For those not in the know, Tillamook is a regional dairy company well-known in the Pacific Northwest for very high-quality cheese, ice cream, etc.My wife was flipping through some advertisements yesterday and said "Oh, Tillamook beef jerky." (Pause) "What we do when the cows run dry."After picking myself off the floor a minute later and … Continue reading Did you ever know a cow that wasn’t?
Month: January 2008
I'm thinking of locking this blog away so it can be read by invitation only. That way, I can be a bit more frank about some things. (Or so the world at large can't notice that I don't post very often.) Thoughts? Anyone? Bueller?
Pallbearing and other traditions
An excellent post from First Things.
Next generation technology... today!
Belated book reviews
I'm falling way, way behind with the book reviews I intended to do. I don't think I've done one since last November or something and I've read quite a few new books since then.So, with no further ado, book reviews in brief.The Philosophy of Tolkien by Peter Kreeft was pretty good. It was less about … Continue reading Belated book reviews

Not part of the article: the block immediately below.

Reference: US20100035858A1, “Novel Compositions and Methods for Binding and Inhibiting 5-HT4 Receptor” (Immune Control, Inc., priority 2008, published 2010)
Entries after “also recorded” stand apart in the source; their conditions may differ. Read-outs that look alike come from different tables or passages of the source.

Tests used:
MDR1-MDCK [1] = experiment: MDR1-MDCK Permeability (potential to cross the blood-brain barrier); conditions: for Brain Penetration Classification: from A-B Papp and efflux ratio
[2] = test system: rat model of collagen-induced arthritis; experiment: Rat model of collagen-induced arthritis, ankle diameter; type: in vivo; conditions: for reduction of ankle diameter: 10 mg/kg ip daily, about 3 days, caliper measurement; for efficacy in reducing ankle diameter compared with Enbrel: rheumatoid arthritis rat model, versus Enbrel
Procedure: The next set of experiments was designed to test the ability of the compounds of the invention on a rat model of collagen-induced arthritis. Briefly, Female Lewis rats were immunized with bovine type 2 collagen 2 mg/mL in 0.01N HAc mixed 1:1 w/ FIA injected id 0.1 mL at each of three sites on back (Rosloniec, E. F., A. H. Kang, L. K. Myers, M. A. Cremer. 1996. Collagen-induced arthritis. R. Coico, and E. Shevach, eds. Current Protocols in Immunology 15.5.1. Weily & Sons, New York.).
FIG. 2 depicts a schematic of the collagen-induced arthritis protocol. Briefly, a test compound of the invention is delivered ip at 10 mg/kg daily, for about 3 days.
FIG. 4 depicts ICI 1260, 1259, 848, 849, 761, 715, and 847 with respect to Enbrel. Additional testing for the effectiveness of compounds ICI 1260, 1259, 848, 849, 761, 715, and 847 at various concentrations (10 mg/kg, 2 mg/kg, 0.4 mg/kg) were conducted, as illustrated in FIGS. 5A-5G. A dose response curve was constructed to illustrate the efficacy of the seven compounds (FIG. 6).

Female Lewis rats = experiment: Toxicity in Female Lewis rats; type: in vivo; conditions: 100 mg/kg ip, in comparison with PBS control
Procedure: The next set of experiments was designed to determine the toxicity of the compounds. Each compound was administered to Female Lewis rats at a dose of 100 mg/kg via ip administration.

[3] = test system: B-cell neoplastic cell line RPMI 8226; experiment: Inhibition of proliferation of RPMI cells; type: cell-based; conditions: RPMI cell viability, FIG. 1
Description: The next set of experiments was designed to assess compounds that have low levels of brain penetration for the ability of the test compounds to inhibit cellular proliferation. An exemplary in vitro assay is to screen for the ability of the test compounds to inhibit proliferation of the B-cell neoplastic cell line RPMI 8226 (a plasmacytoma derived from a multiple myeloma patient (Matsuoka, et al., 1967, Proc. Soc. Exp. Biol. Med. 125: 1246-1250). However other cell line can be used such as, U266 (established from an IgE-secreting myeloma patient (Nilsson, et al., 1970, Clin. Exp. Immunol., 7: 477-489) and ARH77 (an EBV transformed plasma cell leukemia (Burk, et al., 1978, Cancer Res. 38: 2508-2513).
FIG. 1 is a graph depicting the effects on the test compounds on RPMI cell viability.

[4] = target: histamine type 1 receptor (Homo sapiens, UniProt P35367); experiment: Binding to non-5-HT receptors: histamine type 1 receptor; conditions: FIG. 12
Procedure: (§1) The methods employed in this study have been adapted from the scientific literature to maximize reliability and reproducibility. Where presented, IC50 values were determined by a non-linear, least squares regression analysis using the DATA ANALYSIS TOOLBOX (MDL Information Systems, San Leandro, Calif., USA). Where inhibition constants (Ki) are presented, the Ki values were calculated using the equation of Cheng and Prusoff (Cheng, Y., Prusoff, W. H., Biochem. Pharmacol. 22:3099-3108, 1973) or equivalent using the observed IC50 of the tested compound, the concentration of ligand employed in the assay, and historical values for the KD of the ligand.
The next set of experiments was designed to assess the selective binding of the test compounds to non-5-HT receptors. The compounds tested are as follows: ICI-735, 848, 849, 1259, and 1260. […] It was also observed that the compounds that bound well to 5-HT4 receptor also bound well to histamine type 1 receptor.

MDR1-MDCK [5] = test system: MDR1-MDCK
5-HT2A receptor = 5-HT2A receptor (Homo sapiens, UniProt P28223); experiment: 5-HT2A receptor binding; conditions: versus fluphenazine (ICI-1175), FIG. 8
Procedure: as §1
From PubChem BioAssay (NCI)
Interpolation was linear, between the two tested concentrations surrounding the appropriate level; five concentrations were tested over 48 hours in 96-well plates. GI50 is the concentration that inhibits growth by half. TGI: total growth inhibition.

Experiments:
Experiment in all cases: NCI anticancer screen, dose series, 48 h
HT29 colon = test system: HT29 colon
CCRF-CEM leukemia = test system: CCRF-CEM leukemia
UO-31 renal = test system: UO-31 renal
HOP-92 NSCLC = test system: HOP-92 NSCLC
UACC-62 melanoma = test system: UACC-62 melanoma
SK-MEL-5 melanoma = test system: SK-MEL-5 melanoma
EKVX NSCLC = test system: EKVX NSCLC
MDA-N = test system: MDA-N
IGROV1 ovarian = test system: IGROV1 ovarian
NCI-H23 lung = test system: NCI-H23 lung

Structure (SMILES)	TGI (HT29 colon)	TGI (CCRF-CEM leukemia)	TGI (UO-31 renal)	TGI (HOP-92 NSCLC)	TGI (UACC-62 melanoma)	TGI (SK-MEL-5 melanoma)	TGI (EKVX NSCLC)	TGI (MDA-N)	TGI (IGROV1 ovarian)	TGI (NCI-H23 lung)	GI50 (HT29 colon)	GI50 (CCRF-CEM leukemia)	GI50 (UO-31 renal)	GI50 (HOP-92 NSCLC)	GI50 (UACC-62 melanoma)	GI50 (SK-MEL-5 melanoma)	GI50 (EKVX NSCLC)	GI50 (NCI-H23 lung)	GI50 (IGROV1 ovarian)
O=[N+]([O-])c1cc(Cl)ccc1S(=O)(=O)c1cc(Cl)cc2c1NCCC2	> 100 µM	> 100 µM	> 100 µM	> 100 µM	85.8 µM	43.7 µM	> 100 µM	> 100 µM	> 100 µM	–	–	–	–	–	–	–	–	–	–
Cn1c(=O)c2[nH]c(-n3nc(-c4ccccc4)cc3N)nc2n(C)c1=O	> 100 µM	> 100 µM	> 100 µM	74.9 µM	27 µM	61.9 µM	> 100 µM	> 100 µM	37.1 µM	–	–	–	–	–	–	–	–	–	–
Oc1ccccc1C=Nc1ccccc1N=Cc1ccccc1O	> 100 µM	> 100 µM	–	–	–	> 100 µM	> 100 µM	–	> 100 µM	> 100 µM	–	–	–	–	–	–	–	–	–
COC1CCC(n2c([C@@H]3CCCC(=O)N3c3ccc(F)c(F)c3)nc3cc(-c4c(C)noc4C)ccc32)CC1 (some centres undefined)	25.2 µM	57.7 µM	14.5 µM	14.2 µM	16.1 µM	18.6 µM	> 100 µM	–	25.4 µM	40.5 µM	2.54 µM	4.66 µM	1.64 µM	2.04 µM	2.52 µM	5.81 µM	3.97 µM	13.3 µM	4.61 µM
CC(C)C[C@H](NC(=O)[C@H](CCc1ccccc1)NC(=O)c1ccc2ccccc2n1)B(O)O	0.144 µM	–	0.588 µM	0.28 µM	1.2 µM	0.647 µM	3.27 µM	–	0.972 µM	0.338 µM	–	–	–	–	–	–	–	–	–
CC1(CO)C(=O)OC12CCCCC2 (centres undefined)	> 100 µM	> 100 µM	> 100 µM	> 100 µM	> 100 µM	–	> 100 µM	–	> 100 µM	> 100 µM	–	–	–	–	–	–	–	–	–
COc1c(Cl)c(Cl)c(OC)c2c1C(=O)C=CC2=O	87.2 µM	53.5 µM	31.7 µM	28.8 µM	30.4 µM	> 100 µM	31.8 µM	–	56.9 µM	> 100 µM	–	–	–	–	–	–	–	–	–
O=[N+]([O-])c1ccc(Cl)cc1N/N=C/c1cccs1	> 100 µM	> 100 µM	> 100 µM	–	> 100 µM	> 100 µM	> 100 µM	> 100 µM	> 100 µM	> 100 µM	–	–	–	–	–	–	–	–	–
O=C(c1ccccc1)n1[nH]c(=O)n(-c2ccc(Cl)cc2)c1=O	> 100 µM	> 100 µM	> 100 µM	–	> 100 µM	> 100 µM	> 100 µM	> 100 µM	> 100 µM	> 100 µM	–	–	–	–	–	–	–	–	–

Not a dipthong
I'm particularly fond of words with an "-ish" suffix. They always seem a little less than real and serious to me. aguish, a.1. Of the nature or character of an ague.2. Having a tendency to produce ague.3. Subject to ague.4. fig. Resembling an ague, in shakiness or intermittency; a. quaking, shivering, shaky; b. coming by … Continue reading Not a dipthong
Ain’t you never played cricket before?
The second meaning is perhaps a play on the traditional ineptitude of rustic folk. Interesting that this particular word was chosen, I think. agricultural, a.a. Of or pertaining to agriculture; connected with husbandry or tillage of the ground.b. slang. Applied to a clumsy stroke in cricket.c. agricultural ant: a species of ant, such as the … Continue reading Ain’t you never played cricket before?
*mumble, mumble, mumble*
Apropos, I think. The word sounds about what you would sound like were you in this state. From the Greek.agomphious, a.Toothless.
Madame Tussaud, please call your office
Another interesting etymology. This word comes from the Greek for leading or guiding.agogic, a.1. Of or pertaining to modelling in wax.2. Mus. [G. agogik (Riemann 1884).] Applied to a kind of accent consisting in a lengthening of the time-value of the note. Also agogical a. So agogics, the use of agogic accents.
Chef Boyardee doesn’t count
Makes me hungry.agnolotti, n. pl.A variety of pasta in the shape of small half-moons or squares, filled with minced meat, and served either in broth or with a sauce. Cf. RAVIOLI n. pl., TORTELLINI n. pl.